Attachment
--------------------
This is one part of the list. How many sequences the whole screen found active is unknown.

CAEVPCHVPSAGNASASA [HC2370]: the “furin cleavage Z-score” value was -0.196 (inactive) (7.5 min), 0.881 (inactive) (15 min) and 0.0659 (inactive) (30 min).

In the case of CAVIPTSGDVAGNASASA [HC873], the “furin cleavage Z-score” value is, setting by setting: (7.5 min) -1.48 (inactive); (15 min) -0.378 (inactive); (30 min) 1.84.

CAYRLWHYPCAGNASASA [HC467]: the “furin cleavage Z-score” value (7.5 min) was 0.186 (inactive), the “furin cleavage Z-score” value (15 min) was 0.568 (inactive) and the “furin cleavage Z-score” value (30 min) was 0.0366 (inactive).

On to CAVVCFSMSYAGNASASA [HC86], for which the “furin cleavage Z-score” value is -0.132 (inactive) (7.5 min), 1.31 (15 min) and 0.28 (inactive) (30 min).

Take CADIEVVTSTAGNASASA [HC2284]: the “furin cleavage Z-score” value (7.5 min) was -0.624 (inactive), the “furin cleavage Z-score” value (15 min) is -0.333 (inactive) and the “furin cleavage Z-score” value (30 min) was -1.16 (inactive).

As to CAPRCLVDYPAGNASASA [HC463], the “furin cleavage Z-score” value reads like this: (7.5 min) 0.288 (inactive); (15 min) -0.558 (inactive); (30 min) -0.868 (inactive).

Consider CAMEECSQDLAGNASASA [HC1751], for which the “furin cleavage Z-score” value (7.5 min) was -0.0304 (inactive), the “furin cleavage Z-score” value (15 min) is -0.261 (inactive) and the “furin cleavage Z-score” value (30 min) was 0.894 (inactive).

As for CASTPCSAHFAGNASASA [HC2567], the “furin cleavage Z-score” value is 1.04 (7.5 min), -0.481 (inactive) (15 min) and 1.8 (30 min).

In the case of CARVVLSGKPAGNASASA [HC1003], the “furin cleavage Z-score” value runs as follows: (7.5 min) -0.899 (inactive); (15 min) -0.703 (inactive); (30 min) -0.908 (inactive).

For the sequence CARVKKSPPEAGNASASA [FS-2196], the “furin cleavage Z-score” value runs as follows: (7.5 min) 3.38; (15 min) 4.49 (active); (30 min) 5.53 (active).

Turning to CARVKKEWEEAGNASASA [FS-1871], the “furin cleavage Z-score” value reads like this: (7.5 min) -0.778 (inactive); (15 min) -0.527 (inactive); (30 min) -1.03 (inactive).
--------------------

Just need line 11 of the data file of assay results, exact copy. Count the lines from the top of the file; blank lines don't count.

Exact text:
For the sequence CARVKKSPPEAGNASASA [FS-2196], the “furin cleavage Z-score” value runs as follows: (7.5 min) 3.38; (15 min) 4.49 (active); (30 min) 5.53 (active).